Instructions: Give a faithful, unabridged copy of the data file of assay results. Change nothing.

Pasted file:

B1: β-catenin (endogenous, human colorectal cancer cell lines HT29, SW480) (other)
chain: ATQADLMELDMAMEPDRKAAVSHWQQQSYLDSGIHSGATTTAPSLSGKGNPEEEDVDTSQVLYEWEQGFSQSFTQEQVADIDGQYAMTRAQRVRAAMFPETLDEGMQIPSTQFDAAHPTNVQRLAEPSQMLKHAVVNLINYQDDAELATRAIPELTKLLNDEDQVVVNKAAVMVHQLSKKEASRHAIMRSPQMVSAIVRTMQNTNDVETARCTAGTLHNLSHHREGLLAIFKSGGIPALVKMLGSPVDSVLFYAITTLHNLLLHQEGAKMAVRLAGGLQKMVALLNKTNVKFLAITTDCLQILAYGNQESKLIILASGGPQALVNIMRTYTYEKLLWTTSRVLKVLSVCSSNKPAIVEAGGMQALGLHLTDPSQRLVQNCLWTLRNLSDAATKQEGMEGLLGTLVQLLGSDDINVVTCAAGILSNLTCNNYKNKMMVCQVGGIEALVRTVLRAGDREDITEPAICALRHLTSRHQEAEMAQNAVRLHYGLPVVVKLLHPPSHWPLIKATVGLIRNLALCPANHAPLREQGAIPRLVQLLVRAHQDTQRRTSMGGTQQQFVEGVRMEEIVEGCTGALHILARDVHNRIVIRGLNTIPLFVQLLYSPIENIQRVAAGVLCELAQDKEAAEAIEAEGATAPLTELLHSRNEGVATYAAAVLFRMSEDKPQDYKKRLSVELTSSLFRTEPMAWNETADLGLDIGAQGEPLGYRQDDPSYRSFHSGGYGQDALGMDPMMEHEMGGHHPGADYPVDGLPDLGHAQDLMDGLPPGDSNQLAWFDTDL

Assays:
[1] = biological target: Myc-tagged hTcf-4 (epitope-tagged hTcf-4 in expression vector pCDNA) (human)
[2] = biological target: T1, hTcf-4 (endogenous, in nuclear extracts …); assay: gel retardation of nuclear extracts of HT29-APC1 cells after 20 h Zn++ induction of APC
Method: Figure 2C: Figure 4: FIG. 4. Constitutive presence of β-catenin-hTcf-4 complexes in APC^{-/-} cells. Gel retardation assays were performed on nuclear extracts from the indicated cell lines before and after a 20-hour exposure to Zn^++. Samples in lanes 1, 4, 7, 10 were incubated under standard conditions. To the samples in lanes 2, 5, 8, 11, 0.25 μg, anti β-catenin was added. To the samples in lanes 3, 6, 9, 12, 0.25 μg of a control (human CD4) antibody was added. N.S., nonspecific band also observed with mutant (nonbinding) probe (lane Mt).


B1: β-catenin (endogenous, human colorectal cancer cell lines HT29, SW480) (other)
chain: ATQADLMELDMAMEPDRKAAVSHWQQQSYLDSGIHSGATTTAPSLSGKGNPEEEDVDTSQVLYEWEQGFSQSFTQEQVADIDGQYAMTRAQRVRAAMFPETLDEGMQIPSTQFDAAHPTNVQRLAEPSQMLKHAVVNLINYQDDAELATRAIPELTKLLNDEDQVVVNKAAVMVHQLSKKEASRHAIMRSPQMVSAIVRTMQNTNDVETARCTAGTLHNLSHHREGLLAIFKSGGIPALVKMLGSPVDSVLFYAITTLHNLLLHQEGAKMAVRLAGGLQKMVALLNKTNVKFLAITTDCLQILAYGNQESKLIILASGGPQALVNIMRTYTYEKLLWTTSRVLKVLSVCSSNKPAIVEAGGMQALGLHLTDPSQRLVQNCLWTLRNLSDAATKQEGMEGLLGTLVQLLGSDDINVVTCAAGILSNLTCNNYKNKMMVCQVGGIEALVRTVLRAGDREDITEPAICALRHLTSRHQEAEMAQNAVRLHYGLPVVVKLLHPPSHWPLIKATVGLIRNLALCPANHAPLREQGAIPRLVQLLVRAHQDTQRRTSMGGTQQQFVEGVRMEEIVEGCTGALHILARDVHNRIVIRGLNTIPLFVQLLYSPIENIQRVAAGVLCELAQDKEAAEAIEAEGATAPLTELLHSRNEGVATYAAAVLFRMSEDKPQDYKKRLSVELTSSLFRTEPMAWNETADLGLDIGAQGEPLGYRQDDPSYRSFHSGGYGQDALGMDPMMEHEMGGHHPGADYPVDGLPDLGHAQDLMDGLPPGDSNQLAWFDTDL

Assays:
[1] = biological target: Myc-tagged hTcf-4 (epitope-tagged hTcf-4 in expression vector pCDNA) (human)
[2] = biological target: T1, hTcf-4 (endogenous, in nuclear extracts …); assay: gel retardation of nuclear extracts of HT29-APC1 cells after 20 h Zn++ induction of APC
Method: Figure 2C: Figure 4: FIG. 4. Constitutive presence of β-catenin-hTcf-4 complexes in APC^{-/-} cells. Gel retardation assays were performed on nuclear extracts from the indicated cell lines before and after a 20-hour exposure to Zn^++. Samples in lanes 1, 4, 7, 10 were incubated under standard conditions. To the samples in lanes 2, 5, 8, 11, 0.25 μg, anti β-catenin was added. To the samples in lanes 3, 6, 9, 12, 0.25 μg of a control (human CD4) antibody was added. N.S., nonspecific band also observed with mutant (nonbinding) probe (lane Mt).